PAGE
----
4.7.2011

New Menu Law Impacts Franchises

The federal Patient Protection and Affordable Care Act, signed into law March 23, 2010, includes a provision that creates a national, uniform nutrition-disclosure standard for restaurants. This articles discusses the impact on franchises in the restaurant industry.

Along with the federal Patient Protection and Affordable Care Act came a new federal law requiring that any restaurant chain with greater than 20 units must display calories for each of their standard menu items. This new law becomes mandatory in 2012.  The law will preempt local, county and state ordinances that are in place in California, New York City and Philadelphia, among others. The question becomes, how will this effect franchisors and franchisees in the restaurant industry?

Franchisors will need to ensure that all of their franchisees are in compliance with the new law.  The federal law simplifies standards across the country, thereby making it easier for franchisors to ensure compliance with the laws.  Prior to the federal law, a franchisor may have to be concerned with understanding the laws of various municipalities, such as New York City and Philadelphia, which may vary greatly in their requirements.  Since the new federal law preempts any local and state regulations, compliance is easier to govern.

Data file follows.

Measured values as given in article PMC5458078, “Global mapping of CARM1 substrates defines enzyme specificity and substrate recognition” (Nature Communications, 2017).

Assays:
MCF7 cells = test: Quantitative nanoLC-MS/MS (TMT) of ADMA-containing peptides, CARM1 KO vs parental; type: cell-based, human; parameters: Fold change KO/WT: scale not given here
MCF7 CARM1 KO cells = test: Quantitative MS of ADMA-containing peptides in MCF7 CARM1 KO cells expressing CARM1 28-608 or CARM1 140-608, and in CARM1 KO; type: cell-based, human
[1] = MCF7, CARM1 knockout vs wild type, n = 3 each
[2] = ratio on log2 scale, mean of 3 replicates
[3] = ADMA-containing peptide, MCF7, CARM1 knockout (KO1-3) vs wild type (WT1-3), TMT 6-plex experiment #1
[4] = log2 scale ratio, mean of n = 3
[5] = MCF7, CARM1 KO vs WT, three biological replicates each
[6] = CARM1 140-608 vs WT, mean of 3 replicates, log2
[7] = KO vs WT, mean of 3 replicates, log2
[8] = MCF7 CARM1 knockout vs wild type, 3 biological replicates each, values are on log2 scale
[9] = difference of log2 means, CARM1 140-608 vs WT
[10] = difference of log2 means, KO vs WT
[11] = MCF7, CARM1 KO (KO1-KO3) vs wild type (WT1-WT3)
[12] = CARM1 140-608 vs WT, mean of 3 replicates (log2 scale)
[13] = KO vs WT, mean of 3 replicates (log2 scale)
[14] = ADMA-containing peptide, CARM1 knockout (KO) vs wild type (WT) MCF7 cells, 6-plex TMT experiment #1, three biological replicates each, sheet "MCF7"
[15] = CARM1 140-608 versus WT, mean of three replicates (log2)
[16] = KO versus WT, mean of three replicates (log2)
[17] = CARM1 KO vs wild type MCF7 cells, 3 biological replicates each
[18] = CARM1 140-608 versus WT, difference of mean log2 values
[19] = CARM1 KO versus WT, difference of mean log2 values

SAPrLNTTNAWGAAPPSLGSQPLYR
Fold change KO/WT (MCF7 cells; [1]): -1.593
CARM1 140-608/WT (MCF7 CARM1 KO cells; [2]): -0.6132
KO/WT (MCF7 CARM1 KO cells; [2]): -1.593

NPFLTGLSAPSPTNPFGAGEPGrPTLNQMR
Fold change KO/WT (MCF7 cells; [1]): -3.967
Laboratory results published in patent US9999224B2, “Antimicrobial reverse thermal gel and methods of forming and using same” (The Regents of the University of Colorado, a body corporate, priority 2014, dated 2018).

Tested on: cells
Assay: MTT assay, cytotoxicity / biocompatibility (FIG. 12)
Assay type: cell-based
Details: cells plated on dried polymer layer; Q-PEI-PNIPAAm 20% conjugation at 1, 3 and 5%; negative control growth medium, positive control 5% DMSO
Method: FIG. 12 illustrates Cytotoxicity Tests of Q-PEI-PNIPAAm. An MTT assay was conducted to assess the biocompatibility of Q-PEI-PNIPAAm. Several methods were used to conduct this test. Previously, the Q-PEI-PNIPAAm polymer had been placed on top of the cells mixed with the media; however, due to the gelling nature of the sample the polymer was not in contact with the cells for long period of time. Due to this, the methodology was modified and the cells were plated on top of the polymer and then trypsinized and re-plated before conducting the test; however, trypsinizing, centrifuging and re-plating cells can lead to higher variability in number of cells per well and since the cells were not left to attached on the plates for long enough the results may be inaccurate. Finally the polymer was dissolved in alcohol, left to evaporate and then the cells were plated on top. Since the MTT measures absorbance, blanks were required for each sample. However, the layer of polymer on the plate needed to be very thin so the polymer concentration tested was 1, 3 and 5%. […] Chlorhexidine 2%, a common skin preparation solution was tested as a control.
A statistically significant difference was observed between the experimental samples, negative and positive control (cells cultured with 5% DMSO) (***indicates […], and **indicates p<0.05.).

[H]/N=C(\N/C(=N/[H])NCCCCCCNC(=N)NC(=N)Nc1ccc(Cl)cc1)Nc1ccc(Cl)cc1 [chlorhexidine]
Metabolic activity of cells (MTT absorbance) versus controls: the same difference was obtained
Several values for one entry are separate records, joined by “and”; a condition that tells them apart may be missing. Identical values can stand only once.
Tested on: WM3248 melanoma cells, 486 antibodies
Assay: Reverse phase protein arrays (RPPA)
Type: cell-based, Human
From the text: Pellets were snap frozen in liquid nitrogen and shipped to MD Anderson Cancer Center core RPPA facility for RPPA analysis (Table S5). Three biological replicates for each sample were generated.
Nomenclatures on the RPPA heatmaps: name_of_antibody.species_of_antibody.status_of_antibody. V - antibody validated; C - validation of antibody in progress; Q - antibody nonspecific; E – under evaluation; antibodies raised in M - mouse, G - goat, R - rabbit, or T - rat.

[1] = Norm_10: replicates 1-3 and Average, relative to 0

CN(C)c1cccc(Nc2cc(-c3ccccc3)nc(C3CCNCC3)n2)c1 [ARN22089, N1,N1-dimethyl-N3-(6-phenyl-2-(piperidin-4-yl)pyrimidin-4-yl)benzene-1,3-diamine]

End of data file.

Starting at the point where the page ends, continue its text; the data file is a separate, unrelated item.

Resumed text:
Franchisors will incur costs in order to comply with the new regulation – developing calorie counts for the menu items, changing advertising, etc.   In addition, once calories are known, it is possible that consumers may change their eating habits, requiring franchisors to develop new menu listings and new strategies.

Franchisees may find the new law quite costly and burdensome.  Franchisees will need to replace all menus and menu signs with compliant menus showing the calories in their items, among other things.

The law provides lenience in the method of calculating calories requiring that the calculation be based on a “reasonable basis”.  This basis can include cookbooks, nutrient databases or laboratory studies.

This post is not intended to provide legal advice nor create an attorney/client relationship.  For specific answers to you questions, please contact us at 215-525-1165.

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